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Clinical Outcomes of Infants With Periorbital Hemangiomas Treated With Oral Propranolol.
J Oral Maxillofac Surg. 2016 Nov; 74(11):2193-2199.JO

Abstract

PURPOSE

Periorbital infantile hemangiomas (IHs) require early intervention because they have the potential risk of causing visual disturbances. In recent years, propranolol has shown promise in the effective management of periocular and periorbital IHs. The objective of our study was to assess the clinical outcomes, efficacy, and safety of propranolol in the management of infants with high-risk periorbital IHs.

PATIENTS AND METHODS

This retrospective study was conducted at the Stomatological Hospital affiliated with China Medical University. The medical records of infants with periorbital hemangiomas who were treated with systemic propranolol at a dose of 1.0 to 1.5 mg/kg per day between January 2014 and June 2015 were reviewed. We excluded infants who did not qualify for propranolol treatment and infants who received previous therapy or other treatments. The records were reviewed for treatment response, adverse events during treatment, length of treatment, and recurrences. Treatment response was classified using a 4-point scale system based on reduction in volume as poor (<25%), moderate (25 to 50%), good (50 to 75%), or excellent (>75 to 100%) and change in color, as well as surface texture, by a panel of 3 plastic surgeons using 2-dimensional photographs, clinical examination, and Doppler ultrasonography measurements taken before and after treatment.

RESULTS

Of 38 infants with periorbital hemangiomas, 26 were treated with systemic propranolol at a dose of 1.0 to 1.5 mg/kg administered once daily. A total of 11 male and 15 female infants with a mean age of 5.2 months (range, 2 to 12 months) were treated. The mean length of treatment was 22 weeks (range, 4 to 41 weeks). Adverse events of diarrhea (n = 3) and sleep changes (n = 1) were encountered during treatment in 4 patients. The overall treatment response was scored as excellent in 17 patients, good in 7, moderate in 2, and poor in 0. No patients required discontinuation of treatment because of adverse events, and there were no cases of recurrence or tumor regrowth noted during the mean follow-up period of 6.5 months (range, 3 to 10 months).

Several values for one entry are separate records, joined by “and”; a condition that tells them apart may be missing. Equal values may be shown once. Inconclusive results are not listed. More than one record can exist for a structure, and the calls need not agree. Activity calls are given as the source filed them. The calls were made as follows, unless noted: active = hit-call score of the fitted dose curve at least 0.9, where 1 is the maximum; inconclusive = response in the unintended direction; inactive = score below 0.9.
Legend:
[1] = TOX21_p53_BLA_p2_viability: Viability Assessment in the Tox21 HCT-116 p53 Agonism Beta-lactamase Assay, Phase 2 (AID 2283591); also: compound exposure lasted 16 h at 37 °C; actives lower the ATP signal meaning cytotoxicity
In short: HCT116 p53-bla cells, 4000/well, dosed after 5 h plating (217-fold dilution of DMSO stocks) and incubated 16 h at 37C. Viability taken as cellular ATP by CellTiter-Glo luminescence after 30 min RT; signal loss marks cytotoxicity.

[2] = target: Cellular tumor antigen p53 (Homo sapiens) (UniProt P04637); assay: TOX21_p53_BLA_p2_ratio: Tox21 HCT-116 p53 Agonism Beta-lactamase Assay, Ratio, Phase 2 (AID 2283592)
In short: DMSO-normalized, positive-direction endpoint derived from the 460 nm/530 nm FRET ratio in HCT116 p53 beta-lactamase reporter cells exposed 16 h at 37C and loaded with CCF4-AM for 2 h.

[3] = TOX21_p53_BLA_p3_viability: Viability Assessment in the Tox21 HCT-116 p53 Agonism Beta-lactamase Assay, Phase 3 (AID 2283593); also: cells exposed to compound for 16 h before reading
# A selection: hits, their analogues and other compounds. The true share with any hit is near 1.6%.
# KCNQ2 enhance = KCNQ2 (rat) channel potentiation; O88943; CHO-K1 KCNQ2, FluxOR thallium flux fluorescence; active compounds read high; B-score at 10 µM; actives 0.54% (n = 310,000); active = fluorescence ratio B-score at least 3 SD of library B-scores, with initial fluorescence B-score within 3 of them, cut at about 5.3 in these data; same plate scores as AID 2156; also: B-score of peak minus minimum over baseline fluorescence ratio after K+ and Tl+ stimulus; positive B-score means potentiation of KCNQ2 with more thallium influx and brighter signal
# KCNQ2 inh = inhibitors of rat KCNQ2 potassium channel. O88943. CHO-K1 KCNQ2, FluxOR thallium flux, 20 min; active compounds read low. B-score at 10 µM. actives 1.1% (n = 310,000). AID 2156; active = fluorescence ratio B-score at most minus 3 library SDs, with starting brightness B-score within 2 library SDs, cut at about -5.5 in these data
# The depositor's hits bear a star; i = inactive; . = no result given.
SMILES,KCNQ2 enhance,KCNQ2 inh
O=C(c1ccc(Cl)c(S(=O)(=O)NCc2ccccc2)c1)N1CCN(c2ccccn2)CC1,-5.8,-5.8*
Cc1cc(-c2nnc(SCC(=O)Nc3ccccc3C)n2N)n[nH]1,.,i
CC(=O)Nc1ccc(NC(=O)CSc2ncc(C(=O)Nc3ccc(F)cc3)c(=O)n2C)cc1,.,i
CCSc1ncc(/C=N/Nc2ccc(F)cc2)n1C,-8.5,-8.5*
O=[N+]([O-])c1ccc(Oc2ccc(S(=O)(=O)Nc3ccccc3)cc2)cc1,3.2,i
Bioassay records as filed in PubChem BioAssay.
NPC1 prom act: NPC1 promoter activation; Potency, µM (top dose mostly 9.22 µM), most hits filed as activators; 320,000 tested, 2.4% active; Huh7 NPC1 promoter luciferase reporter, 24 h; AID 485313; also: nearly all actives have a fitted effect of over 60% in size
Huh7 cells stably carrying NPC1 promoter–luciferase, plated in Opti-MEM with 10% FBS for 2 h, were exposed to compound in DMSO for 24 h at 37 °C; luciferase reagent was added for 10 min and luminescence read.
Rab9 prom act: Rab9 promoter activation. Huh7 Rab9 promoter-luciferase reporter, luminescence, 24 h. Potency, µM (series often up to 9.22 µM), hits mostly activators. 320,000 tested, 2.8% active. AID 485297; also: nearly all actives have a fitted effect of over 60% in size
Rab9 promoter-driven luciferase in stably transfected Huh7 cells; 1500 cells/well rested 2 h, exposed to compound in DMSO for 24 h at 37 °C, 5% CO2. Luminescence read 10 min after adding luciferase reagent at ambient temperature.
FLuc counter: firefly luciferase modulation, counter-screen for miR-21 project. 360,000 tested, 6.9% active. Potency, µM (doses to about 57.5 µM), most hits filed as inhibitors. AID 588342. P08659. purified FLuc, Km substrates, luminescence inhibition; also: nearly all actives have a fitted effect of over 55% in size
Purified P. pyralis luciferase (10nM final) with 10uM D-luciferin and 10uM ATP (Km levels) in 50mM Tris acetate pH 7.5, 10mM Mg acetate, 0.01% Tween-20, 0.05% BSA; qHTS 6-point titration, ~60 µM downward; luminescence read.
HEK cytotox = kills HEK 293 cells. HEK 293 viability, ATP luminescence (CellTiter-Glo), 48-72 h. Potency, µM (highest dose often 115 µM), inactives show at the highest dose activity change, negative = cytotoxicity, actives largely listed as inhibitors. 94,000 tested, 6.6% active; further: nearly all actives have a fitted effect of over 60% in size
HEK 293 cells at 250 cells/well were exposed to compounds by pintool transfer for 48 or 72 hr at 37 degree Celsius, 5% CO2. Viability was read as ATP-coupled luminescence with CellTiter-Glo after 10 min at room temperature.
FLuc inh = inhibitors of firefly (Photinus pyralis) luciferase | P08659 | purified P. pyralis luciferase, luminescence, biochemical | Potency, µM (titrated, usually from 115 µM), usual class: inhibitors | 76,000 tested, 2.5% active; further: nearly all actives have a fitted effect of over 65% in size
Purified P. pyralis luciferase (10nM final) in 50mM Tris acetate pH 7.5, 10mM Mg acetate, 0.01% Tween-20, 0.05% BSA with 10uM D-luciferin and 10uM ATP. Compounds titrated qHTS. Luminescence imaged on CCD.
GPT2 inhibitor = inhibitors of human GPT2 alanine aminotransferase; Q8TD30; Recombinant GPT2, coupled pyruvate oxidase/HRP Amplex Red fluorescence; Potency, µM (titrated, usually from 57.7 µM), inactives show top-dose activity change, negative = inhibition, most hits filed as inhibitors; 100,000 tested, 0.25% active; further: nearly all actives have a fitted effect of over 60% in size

CONCLUSIONS

Oral propranolol at a dose of 1.0 to 1.5 mg/kg per day (age ≤3 months, 1.0 mg/kg; age >3 months, 1.5 mg/kg) was effective and well tolerated for the management of 26 Chinese infants with high-risk periorbital IHs. Early intervention should be considered to reduce risk of visual impairment and improve esthetic outcomes.

Authors+Show Affiliations

Attending Surgeon, Department of Oral and Maxillofacial Surgery, School of Stomatology, China Medical University, Shenyang, China.Attending Surgeon, Department of Oral and Maxillofacial Surgery, Yantai Stomatological Hospital, Yantai, China.Resident, Department of Oral and Maxillofacial Surgery, Yantai Stomatological Hospital, Yantai, China.Resident, Department of Oral and Maxillofacial Surgery, School of Stomatology, China Medical University, Shenyang, China.Professor and Chairman, Department of Oral and Maxillofacial Surgery, School of Stomatology, China Medical University, Shenyang, China. Electronic address: wangxukai757892@sina.com.

Pub Type(s)

Journal Article

Language

eng

PubMed ID

27235180

Citation

Xue, Lei, et al. "Clinical Outcomes of Infants With Periorbital Hemangiomas Treated With Oral Propranolol." Journal of Oral and Maxillofacial Surgery : Official Journal of the American Association of Oral and Maxillofacial Surgeons, vol. 74, no. 11, 2016, pp. 2193-2199.
Xue L, Sun C, Xu DP, et al. Clinical Outcomes of Infants With Periorbital Hemangiomas Treated With Oral Propranolol. J Oral Maxillofac Surg. 2016;74(11):2193-2199.